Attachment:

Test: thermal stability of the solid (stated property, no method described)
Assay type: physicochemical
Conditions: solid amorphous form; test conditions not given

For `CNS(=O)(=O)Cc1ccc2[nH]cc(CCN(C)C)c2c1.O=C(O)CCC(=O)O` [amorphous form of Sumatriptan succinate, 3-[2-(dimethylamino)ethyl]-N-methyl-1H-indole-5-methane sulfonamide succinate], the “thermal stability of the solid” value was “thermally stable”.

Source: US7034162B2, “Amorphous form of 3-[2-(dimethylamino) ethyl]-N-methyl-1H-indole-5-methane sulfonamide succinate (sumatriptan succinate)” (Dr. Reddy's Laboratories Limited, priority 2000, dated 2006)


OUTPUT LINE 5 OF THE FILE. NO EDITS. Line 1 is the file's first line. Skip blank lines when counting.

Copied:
Source: US7034162B2, “Amorphous form of 3-[2-(dimethylamino) ethyl]-N-methyl-1H-indole-5-methane sulfonamide succinate (sumatriptan succinate)” (Dr. Reddy's Laboratories Limited, priority 2000, dated 2006)